peplos


peplos

peplos or pep·lus [pep-luh s] ExamplesWord Origin noun, plural pep·los·es.

  1. a loose-fitting outer garment worn, draped in folds, by women in ancient Greece.

Origin of peplos First recorded in 1770–80, peplos is from the Greek word péplos (masculine)Related formspep·losed [pep-luh st] /ˈpɛp ləst/, adjective Examples from the Web for peplos Historical Examples of peplos

  • And now—now he even raised the hem of her peplos to his lips.

    Arachne, Complete

    Georg Ebers

  • Agar, in peplos and cothurnus, recited the strophes once more.

    An Englishman in Paris

    Albert D. (Albert Dresden) Vandam

  • Her long robe and peplos, of the finest white wool, also gave her an air of distinction which suited the circumstances.

    A Thorny Path [Per Aspera], Complete

    Georg Ebers

  • Pinza, however, finds here an exact parallel to Hera’s peplos in Iliad, xiv.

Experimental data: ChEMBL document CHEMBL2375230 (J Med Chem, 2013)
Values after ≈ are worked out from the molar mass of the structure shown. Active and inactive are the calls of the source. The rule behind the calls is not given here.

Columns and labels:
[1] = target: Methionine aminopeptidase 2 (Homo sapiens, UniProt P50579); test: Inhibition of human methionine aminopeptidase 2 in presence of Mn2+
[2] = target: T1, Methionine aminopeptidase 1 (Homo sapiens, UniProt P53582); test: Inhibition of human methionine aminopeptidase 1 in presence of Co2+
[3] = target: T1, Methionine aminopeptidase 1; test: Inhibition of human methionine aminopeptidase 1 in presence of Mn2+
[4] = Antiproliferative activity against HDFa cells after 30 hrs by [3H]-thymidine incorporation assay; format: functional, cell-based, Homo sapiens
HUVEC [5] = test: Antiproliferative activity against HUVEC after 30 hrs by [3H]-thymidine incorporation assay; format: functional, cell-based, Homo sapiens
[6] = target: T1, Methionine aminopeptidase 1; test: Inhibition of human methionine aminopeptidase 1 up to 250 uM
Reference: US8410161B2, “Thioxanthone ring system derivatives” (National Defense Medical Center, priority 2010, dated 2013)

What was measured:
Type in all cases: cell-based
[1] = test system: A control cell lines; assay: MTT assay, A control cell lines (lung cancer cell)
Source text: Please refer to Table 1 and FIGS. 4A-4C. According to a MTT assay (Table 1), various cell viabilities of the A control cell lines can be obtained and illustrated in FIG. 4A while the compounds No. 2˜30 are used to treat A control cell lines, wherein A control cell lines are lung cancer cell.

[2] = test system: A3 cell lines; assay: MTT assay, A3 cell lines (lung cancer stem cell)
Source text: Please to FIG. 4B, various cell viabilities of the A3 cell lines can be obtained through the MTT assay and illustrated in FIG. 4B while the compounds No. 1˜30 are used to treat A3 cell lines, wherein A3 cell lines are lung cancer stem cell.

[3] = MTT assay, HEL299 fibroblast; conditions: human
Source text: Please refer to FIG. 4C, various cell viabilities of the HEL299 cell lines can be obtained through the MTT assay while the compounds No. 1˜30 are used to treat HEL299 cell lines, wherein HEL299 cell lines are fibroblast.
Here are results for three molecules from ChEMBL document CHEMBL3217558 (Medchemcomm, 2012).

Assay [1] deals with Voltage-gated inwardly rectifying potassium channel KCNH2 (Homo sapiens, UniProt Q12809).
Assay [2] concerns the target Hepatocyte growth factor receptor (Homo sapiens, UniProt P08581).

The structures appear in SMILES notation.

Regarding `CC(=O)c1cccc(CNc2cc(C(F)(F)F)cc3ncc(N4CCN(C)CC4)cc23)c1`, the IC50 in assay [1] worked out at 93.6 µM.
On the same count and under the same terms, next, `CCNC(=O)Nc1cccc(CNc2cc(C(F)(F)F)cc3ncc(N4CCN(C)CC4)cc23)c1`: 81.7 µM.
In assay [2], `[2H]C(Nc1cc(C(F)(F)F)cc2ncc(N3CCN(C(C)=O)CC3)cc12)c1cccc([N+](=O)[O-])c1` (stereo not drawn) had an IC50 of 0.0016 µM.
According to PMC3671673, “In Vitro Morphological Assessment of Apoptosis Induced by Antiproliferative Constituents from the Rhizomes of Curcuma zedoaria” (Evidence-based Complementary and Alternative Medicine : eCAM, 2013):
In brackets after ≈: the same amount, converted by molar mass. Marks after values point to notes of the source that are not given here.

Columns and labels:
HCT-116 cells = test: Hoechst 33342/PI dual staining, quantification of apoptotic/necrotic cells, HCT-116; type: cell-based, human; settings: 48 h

The World of Homer

    Andrew Lang

  • On the frieze of the Parthenon was represented by the scholars of Phidias the procession of the Peplos.

    Ten Great Religions

    James Freeman Clarke

  • British Dictionary definitions for peplos peplos peplus noun plural -loses or -luses

    1. (in ancient Greece) the top part of a woman’s attire, caught at the shoulders and hanging in folds to the waistAlso called: peplum

    Word Origin for peplos C18: from Greek, of obscure origin peplos in Medicine peplos [pĕp′ləs, -lŏs′] n. pl. pep•los•es

    1. The coat or envelope of lipoprotein material that surrounds certain virions.

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